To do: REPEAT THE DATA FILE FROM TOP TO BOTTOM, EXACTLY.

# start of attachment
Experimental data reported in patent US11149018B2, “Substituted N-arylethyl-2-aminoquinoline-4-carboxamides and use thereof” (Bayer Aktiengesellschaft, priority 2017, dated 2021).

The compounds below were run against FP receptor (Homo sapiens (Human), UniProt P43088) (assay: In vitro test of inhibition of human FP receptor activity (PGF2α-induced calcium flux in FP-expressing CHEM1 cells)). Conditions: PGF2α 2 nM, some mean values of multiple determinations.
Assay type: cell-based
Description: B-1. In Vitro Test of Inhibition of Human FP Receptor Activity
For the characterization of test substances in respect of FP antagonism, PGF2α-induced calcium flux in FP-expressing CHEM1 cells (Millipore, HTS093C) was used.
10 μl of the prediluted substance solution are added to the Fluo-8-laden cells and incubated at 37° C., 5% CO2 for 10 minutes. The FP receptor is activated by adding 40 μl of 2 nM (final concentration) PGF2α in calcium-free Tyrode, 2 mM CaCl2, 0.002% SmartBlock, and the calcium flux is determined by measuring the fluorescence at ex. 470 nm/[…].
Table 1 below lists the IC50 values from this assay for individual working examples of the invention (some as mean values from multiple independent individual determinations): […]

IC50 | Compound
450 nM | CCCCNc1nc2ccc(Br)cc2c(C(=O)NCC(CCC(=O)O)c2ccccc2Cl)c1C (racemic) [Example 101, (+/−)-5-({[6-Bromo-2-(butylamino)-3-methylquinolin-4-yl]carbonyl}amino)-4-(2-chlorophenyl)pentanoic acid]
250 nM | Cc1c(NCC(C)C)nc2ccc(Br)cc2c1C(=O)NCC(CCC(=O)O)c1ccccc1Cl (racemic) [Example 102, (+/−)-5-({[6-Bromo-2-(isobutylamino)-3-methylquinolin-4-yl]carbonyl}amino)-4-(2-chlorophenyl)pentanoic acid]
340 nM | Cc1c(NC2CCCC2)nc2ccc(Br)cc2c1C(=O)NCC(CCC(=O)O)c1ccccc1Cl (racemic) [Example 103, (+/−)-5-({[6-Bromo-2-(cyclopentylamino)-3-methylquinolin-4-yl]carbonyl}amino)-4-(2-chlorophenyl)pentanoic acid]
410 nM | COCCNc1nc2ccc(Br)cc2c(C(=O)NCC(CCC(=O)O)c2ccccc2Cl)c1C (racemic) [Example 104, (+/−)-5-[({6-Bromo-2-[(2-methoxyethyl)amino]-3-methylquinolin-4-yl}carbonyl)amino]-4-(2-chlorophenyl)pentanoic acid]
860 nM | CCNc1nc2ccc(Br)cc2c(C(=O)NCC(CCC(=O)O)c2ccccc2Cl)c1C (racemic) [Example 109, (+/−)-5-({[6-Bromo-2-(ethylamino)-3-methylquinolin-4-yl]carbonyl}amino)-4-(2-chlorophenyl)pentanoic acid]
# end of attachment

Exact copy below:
Experimental data reported in patent US11149018B2, “Substituted N-arylethyl-2-aminoquinoline-4-carboxamides and use thereof” (Bayer Aktiengesellschaft, priority 2017, dated 2021).

The compounds below were run against FP receptor (Homo sapiens (Human), UniProt P43088) (assay: In vitro test of inhibition of human FP receptor activity (PGF2α-induced calcium flux in FP-expressing CHEM1 cells)). Conditions: PGF2α 2 nM, some mean values of multiple determinations.
Assay type: cell-based
Description: B-1. In Vitro Test of Inhibition of Human FP Receptor Activity
For the characterization of test substances in respect of FP antagonism, PGF2α-induced calcium flux in FP-expressing CHEM1 cells (Millipore, HTS093C) was used.
10 μl of the prediluted substance solution are added to the Fluo-8-laden cells and incubated at 37° C., 5% CO2 for 10 minutes. The FP receptor is activated by adding 40 μl of 2 nM (final concentration) PGF2α in calcium-free Tyrode, 2 mM CaCl2, 0.002% SmartBlock, and the calcium flux is determined by measuring the fluorescence at ex. 470 nm/[…].
Table 1 below lists the IC50 values from this assay for individual working examples of the invention (some as mean values from multiple independent individual determinations): […]

IC50 | Compound
450 nM | CCCCNc1nc2ccc(Br)cc2c(C(=O)NCC(CCC(=O)O)c2ccccc2Cl)c1C (racemic) [Example 101, (+/−)-5-({[6-Bromo-2-(butylamino)-3-methylquinolin-4-yl]carbonyl}amino)-4-(2-chlorophenyl)pentanoic acid]
250 nM | Cc1c(NCC(C)C)nc2ccc(Br)cc2c1C(=O)NCC(CCC(=O)O)c1ccccc1Cl (racemic) [Example 102, (+/−)-5-({[6-Bromo-2-(isobutylamino)-3-methylquinolin-4-yl]carbonyl}amino)-4-(2-chlorophenyl)pentanoic acid]
340 nM | Cc1c(NC2CCCC2)nc2ccc(Br)cc2c1C(=O)NCC(CCC(=O)O)c1ccccc1Cl (racemic) [Example 103, (+/−)-5-({[6-Bromo-2-(cyclopentylamino)-3-methylquinolin-4-yl]carbonyl}amino)-4-(2-chlorophenyl)pentanoic acid]
410 nM | COCCNc1nc2ccc(Br)cc2c(C(=O)NCC(CCC(=O)O)c2ccccc2Cl)c1C (racemic) [Example 104, (+/−)-5-[({6-Bromo-2-[(2-methoxyethyl)amino]-3-methylquinolin-4-yl}carbonyl)amino]-4-(2-chlorophenyl)pentanoic acid]
860 nM | CCNc1nc2ccc(Br)cc2c(C(=O)NCC(CCC(=O)O)c2ccccc2Cl)c1C (racemic) [Example 109, (+/−)-5-({[6-Bromo-2-(ethylamino)-3-methylquinolin-4-yl]carbonyl}amino)-4-(2-chlorophenyl)pentanoic acid]